Side Note: When you are going to return CFC objects to Flex, make sure you specify a CFProperty tag for each CFC attribute. In the CFProperty tag be sure to set a value for type.
Creating The Tree Control
The ArrayCollection is specified as the Tree control's data provider. Additionally, I needed to use the labelFunction attribute of the Tree control. This attribute specifies a function to call to determine what to show as the "label" in the Tree control. If you examine the treeLabel function you'll notice that I have a series of if statements to determine which object field's value to return for the label. When the Tree control calls this function it passes an Object representing the current branch or leaf. So if this object has a fullName field (the fullName field is not null), then the value stored in the fullName field is what should be used for the label, else if the object has a description field then use the value stored in the description field for the label.
Manipulating The Tree Control
The ArrayCollection is also the data provider for a DataGrid control. When the user selects a row in the DataGrid, Flex calls the dgChangeHandler function. In function dgChangeHandler I use a property and a method of the Tree control to change the Tree control's appearance.
The Tree control property firstVisibleItem can be used to set which Tree item is displayed in the top row of the tree. You set this property equal to the object of the ArrayCollection that you want to be the top row of the Tree. I just use the ArrayCollection's getItemAt method to get the item the user selected in the DataGrid.
The Tree control method expandItem is used to open a branch so its children are visible. This method takes an argument that identifies which item in the ArrayCollection represents the item the Tree control should expand.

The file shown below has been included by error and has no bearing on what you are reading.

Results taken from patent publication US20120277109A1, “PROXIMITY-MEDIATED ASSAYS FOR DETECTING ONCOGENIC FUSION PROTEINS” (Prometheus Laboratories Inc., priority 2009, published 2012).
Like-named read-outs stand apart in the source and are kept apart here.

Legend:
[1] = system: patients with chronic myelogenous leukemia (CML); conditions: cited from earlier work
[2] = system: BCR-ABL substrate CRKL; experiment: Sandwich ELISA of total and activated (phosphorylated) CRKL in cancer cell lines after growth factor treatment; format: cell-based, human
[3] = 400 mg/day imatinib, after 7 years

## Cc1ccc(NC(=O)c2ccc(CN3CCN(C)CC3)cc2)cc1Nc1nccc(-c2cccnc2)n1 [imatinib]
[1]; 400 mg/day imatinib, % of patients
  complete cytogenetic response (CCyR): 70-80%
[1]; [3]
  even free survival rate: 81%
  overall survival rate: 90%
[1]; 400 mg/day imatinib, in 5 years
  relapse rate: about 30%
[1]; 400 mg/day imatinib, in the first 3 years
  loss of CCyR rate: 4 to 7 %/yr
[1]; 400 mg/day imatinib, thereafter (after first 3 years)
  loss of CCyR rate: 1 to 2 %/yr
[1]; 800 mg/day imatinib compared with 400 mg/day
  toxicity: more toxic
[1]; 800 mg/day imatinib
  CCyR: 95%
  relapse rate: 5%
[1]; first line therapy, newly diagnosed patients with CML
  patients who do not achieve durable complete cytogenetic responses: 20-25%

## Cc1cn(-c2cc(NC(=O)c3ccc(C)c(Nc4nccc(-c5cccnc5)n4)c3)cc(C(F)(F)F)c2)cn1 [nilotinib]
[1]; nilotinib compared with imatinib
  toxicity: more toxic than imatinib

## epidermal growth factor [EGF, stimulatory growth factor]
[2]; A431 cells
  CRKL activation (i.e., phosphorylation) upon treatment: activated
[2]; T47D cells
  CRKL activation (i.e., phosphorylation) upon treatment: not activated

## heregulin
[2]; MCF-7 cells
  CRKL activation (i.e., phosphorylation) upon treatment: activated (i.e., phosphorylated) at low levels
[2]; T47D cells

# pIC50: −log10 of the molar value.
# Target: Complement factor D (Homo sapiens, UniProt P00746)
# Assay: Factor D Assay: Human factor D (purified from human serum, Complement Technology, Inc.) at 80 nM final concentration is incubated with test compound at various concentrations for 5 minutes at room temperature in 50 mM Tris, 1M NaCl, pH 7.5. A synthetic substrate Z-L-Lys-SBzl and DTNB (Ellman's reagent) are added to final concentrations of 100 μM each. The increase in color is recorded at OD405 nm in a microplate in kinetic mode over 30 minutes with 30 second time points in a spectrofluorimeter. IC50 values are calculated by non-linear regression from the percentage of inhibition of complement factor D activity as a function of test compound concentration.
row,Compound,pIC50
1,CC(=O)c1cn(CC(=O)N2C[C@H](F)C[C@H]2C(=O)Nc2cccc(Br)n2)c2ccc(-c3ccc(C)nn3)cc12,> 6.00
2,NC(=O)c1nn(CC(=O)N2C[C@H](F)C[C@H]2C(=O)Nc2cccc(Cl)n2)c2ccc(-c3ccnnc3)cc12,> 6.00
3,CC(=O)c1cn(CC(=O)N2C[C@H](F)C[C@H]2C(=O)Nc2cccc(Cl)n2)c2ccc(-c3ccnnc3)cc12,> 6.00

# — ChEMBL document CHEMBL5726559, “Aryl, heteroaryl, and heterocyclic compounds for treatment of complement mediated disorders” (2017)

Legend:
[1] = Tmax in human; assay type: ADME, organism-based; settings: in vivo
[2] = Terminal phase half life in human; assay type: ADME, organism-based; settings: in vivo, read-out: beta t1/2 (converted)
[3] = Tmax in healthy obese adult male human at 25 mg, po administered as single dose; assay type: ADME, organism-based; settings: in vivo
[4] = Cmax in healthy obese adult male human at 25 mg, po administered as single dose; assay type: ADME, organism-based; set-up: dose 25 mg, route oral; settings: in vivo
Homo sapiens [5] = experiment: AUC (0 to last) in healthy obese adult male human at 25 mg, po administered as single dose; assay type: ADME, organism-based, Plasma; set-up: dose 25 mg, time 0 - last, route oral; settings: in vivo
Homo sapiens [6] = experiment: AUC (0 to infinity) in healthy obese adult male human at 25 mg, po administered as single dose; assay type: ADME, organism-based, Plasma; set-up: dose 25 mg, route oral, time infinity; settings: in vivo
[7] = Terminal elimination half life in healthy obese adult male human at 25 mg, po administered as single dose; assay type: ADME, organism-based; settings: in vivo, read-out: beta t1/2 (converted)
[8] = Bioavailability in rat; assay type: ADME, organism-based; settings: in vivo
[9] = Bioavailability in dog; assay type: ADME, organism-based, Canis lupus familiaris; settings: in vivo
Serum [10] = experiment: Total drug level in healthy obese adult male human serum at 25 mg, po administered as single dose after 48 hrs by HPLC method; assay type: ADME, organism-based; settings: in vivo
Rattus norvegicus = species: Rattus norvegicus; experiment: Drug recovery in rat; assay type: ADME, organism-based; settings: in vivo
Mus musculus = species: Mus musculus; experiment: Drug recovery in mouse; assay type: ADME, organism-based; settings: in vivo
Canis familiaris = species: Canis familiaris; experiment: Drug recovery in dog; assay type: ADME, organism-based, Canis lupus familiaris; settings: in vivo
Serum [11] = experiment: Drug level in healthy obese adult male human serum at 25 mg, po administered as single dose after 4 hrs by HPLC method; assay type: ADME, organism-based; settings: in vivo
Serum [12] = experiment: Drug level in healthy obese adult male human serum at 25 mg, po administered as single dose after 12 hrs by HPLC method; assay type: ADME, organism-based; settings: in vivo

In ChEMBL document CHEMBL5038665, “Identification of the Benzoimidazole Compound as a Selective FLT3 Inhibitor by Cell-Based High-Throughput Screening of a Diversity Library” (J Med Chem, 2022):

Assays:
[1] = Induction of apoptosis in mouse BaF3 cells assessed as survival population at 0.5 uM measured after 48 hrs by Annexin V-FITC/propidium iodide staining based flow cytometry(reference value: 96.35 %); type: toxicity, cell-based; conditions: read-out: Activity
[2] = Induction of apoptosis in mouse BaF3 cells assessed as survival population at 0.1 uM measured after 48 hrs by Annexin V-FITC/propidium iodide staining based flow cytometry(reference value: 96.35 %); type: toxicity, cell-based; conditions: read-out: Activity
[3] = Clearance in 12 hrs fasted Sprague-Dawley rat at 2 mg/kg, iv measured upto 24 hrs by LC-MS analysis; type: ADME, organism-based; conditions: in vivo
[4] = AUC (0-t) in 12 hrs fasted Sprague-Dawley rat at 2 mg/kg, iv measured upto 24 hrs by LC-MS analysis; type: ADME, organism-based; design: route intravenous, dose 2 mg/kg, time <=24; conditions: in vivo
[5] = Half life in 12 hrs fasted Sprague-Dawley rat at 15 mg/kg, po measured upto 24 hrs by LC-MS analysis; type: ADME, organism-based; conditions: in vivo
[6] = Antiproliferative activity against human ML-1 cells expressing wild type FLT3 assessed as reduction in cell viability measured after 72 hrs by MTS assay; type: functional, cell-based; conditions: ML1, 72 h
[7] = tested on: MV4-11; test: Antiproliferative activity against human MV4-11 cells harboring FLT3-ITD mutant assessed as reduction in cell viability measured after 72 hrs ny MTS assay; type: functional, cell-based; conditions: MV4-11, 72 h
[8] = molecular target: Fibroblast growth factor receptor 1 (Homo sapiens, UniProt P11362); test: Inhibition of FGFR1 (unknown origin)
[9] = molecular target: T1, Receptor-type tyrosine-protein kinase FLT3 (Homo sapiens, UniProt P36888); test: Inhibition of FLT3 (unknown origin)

After completing this work, I think it may have been easier to have ColdFusion create the XML rather than a complex array of objects. Having to use "children" for the name of an attribute of my CFC just makes me uncomfortable. I want my attribute names to represent what is being stored (eg lastName, email). I did like being able to leverage my CFC objects as part of the solution.
My reference number 5 above (Ben Forta's blog entry) describes how to create a complex XML file from a flat database query result. His solution may be something I try the next time I need to populate a Tree control using information extracted from a database.
Additionally, my solution uses too many queries and creation of CFC objects. If I had several hundred consultants, the time lag it would take to get the data into Flex would not be acceptable. Right now I am only pulling in 40 consultants (there are approximately 200 queries and 800 objects being created to get all the areas and roles for these consultants) and it is taking approx. 15-30 seconds to pull the data from CF into Flex. Clearly, my solution is not going to scale well.
Lastly, there needs to be much better documentation for the Tree control. This control is one of more complex ones that Flex offers. However, few of the Tree control's properties and methods are explained well and there are only limited examples. I never could figure out how to close a Tree item (yes I see the documentation states that expandItem can close a branch, but I never got that to work.) Hopefully, the Flex books that will be published in 2007 will provide more complete examples of using the Tree control. If you know of a good Tree control example, please post a comment.